The NRC’s Juggling Act: Enabling the Agency to Fulfill Critical Missions

The NRC’s Juggling Act: Enabling the Agency to Fulfill Critical Missions

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Key Takeaways

Although the traditional mission of the US Nuclear Regulatory Commission (NRC) is the protection of public health and safety, its work has increasing implications for other vital national priorities—including climate change, innovation, and national security. Therefore, given the NRC’s diverse and expanding volume of responsibilities and activities around the licensing of advanced reactor technologies, it is imperative that we provide the agency with the means and resources to succeed. This includes swiftly bringing the Commission to its full complement of five Commissioners and robustly funding the NRC’s advanced reactor licensing work so that it can complete such activities effectively and on time.

The US Nuclear Regulatory Commission (NRC) plays an absolutely vital role in protecting public health and well-being by regulating the safe and secure use of nuclear energy and other civilian applications of nuclear technology. While this statutory mission has historically been central to the agency’s purpose, it is increasingly clear that the NRC’s work has significant consequences for so many other critical national and even global priorities. For example, the NRC is of immense relevance to our climate and carbon mitigation goals as the regulator and gatekeeper of the world’s largest civil nuclear fleet, which generates a majority of our carbon-free power.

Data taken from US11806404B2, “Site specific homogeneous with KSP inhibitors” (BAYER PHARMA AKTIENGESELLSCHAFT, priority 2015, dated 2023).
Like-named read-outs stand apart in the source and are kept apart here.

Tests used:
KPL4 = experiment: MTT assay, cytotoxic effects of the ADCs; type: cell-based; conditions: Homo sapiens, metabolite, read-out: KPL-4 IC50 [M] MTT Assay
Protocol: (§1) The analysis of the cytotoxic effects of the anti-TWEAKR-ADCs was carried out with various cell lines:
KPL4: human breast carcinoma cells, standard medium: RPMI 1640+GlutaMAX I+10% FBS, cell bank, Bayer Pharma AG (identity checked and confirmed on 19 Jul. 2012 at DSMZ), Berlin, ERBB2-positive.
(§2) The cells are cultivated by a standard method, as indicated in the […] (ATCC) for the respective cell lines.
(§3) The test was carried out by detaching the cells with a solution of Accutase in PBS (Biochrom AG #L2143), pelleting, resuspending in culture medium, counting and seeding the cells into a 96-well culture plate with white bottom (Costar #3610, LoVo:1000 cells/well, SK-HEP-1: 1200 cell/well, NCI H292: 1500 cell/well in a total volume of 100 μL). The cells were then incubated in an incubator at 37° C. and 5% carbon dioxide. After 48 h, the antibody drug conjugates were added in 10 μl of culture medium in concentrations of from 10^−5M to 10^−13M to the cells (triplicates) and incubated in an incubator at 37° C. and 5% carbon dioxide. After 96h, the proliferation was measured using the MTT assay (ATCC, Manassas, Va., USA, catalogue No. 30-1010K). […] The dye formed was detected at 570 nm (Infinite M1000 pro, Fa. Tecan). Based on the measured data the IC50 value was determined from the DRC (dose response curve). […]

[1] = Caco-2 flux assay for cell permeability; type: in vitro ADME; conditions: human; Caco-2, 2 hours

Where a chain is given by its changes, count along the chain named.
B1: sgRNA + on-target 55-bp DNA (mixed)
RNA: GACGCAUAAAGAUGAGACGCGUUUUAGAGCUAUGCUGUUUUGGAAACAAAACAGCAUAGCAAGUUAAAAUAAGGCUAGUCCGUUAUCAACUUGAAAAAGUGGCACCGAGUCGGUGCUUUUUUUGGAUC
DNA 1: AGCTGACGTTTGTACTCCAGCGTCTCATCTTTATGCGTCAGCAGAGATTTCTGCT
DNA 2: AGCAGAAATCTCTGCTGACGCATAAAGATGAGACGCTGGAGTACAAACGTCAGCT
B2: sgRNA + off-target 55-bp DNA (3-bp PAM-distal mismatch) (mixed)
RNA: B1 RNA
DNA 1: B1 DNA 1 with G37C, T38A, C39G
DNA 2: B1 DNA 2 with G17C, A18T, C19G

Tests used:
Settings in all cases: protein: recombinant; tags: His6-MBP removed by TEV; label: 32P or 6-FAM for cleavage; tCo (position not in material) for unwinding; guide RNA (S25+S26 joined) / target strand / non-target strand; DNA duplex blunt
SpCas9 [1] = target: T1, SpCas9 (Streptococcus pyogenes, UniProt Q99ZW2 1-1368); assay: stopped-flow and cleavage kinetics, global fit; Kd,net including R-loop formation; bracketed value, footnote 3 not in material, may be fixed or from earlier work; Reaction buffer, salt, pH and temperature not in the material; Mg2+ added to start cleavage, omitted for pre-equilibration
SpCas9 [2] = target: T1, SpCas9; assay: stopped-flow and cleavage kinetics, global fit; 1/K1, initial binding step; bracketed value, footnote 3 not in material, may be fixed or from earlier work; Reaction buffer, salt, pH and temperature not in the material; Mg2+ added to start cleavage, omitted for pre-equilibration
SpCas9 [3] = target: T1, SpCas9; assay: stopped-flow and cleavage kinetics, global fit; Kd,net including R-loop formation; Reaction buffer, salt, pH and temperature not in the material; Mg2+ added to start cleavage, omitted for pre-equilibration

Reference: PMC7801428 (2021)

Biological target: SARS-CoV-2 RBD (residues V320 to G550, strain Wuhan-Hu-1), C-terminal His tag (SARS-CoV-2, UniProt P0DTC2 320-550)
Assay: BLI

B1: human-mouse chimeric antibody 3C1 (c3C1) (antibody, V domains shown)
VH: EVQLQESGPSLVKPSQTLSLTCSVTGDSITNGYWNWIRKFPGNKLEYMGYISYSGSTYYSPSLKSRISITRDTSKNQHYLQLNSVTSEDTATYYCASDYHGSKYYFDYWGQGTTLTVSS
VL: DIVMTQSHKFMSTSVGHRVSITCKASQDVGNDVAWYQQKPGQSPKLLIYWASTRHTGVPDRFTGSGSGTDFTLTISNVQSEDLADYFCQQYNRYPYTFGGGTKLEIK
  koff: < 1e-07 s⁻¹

In the very near future, our existing light-water reactors will be accompanied by advanced reactor technologies poised to serve as a safe, reliable, flexible, and scalable tool in our fight against climate change. The development, demonstration, and commercialization of American advanced reactors will have implications beyond climate, but will also affect US technological leadership, the development of our industrial and manufacturing base, our competitiveness in export markets, advancing vital national security and geopolitical objectives, and securing energy independence for ourselves and our allies in the face of authoritarian aggression and regimes that seek to use energy as a tool of coercion.

As the principal regulator for the US nuclear industry and a leader among the world’s nuclear regulatory agencies, the NRC will have a say in all these outcomes. First, it must navigate multiple parallel work streams involved in modernizing the agency and licensing advanced reactors. The agency’s success in these endeavors will impact not only the future of the US nuclear industry, but also our environment, economy, security, and diplomatic relationships for decades to come. 

The Juggling Act